It is really true: This child, now just born, once he is grown up, as teacher of divine truth, will show an extraordinary love for children. He will say to the apostles, “Let the children come to me, do not hinder them,” and he will add, “For to such belongs the kingdom of God” (Mark 10:14).
Another time, as the apostles are arguing about who is the greatest, he will put a child in front of them and say, “Unless you turn and become like children, you will never enter the kingdom of heaven” (Matthew 18:3). On that occasion, he also spoke harsh words of warning, “Whoever causes one of these little ones who believes in me to sin, it would be better for him to have a great millstone fastened round his neck and to be drowned in the depth of the sea” (Matthew 18:6).
How important children are in the eyes of Jesus! We could even say that the Gospel is full of the truth about children. The whole of the Gospel could actually be read as the “Gospel of children.” What does it mean that “unless you turn and become like children, you will not enter the kingdom of heaven”? Is not Jesus pointing to children as models even for grown-ups? In children there is something that must never be missing in people who want to enter the kingdom of heaven. People who are destined to go to heaven are simple like children and like children are full of trust, rich in goodness and pure. Only people of this sort can find in God a Father and, thanks to Jesus, can become in their own turn children of God.
Is not this the main message of Christmas? We read in St. John, “And the Word became flesh and dwelt among us” (John 1:14); and again, “To all who received him, who believed in his name, he gave power to become children of God” (John 1:12). Children of God! You, dear children, are sons and daughters of your parents. God wants us all to become his adopted children by grace. Here we have the real reason for Christmas joy, the joy I am writing to you about at the end of this Year of the Family. Be happy in this “Gospel of divine sonship.” In this joy I hope that the coming Christmas holidays will bear abundant fruit in this Year of the Family.
Jesus Gives Himself
Dear friends, there is no doubt that an unforgettable meeting with Jesus is first holy communion, a day to be remembered as one of life's most beautiful. The Eucharist, instituted by Christ at the Last Supper on the night before his passion, is a sacrament of the new covenant, rather, the greatest of the sacraments. In this sacrament the Lord becomes food for the soul under the appearances of bread and wine. Children receive this sacrament solemnly a first time—in first Holy Communion—and are encouraged to receive it afterward as often as possible in order to remain in close friendship with Jesus.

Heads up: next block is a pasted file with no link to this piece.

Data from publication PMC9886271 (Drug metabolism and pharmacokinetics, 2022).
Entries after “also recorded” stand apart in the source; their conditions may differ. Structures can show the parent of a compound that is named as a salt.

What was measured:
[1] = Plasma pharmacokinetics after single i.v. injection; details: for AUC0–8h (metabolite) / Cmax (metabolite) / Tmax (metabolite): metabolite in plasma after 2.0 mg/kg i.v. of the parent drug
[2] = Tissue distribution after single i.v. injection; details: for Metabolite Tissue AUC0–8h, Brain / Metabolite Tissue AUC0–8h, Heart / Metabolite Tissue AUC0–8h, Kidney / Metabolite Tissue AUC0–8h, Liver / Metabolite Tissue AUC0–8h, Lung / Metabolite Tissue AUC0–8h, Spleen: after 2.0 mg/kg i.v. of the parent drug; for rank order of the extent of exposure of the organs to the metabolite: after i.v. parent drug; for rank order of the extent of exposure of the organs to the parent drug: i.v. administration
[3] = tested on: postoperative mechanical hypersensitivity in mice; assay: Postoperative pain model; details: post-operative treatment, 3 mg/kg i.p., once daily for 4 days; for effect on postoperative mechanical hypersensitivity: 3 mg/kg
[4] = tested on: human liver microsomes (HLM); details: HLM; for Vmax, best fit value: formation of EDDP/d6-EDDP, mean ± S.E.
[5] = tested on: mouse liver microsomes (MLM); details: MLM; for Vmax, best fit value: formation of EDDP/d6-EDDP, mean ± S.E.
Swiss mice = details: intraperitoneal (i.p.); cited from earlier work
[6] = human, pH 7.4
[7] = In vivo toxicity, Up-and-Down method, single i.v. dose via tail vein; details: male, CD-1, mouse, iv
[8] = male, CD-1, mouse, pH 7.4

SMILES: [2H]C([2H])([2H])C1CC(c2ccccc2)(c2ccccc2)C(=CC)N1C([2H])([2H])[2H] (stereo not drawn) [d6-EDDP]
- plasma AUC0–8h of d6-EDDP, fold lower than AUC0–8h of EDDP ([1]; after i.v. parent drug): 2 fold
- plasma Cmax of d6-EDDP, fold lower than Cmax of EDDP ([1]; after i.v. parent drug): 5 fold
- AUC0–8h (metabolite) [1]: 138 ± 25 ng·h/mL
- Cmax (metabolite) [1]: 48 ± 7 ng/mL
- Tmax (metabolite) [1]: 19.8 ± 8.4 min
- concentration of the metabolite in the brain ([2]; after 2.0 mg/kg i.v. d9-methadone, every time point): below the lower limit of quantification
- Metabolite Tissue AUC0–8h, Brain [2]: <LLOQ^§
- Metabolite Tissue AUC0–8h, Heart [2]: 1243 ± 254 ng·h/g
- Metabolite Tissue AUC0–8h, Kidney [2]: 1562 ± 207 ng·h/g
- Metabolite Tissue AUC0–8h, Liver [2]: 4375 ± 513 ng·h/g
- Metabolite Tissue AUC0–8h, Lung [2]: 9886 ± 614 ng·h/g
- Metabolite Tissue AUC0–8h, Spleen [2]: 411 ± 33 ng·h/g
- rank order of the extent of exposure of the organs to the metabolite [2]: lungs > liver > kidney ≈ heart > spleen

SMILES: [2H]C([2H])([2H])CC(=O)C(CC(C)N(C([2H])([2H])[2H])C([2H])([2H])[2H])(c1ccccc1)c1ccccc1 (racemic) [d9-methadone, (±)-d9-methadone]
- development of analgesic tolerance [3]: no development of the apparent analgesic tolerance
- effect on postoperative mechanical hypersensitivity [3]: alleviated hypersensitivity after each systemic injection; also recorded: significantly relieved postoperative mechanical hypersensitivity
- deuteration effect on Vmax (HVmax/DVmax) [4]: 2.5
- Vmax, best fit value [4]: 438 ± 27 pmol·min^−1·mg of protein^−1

To be able to receive Holy Communion, as you know, it is necessary to have received baptism: This is the first of the sacraments and the one most necessary for salvation. Baptism is a great event! In the Church's first centuries, when baptism was received mostly by grown-ups, the ceremony ended with receiving the Eucharist and was as solemn as first Holy Communion is today. Later on, when baptism began to be given mainly to newborn babies—and this is the case of many of you, dear children, so that in fact you do not remember the day of your baptism—the more solemn celebration was transferred to the moment of First Holy Communion.
Every boy and every girl belonging to a Catholic family knows all about this custom: First Holy Communion is a great family celebration. On that day, together with the one who is making his or her First Holy Communion, the parents, brothers, sisters, relatives, godparents, and sometimes also the instructors and teachers generally receive the Eucharist.
The day of first holy communion is also a great day of celebration in the parish. I remember as though it were yesterday when, together with the other boys and girls of my own age, I received the Eucharist for the first time in the parish church of my town. This event is usually commemorated in a family photo so that it will not be forgotten. Photos like these generally remain with a person all through his or her life. As time goes by, people take out these pictures and experience once more the emotions of those moments; they return to the purity and joy experienced in that meeting with Jesus, the one who out of love became the redeemer of man.
For how many children in the history of the church has the Eucharist been a source of spiritual strength, sometimes even heroic strength! How can we fail to be reminded, for example, of holy boys and girls who lived in the first centuries and are still known and venerated throughout the Church? St. Agnes, who lived in Rome; St. Agatha, who was martyred in Sicily; St. Tarcisius, a boy who is rightly called the “martyr of the Eucharist” because he preferred to die rather than give up Jesus, whom he was carrying under the appearance of bread….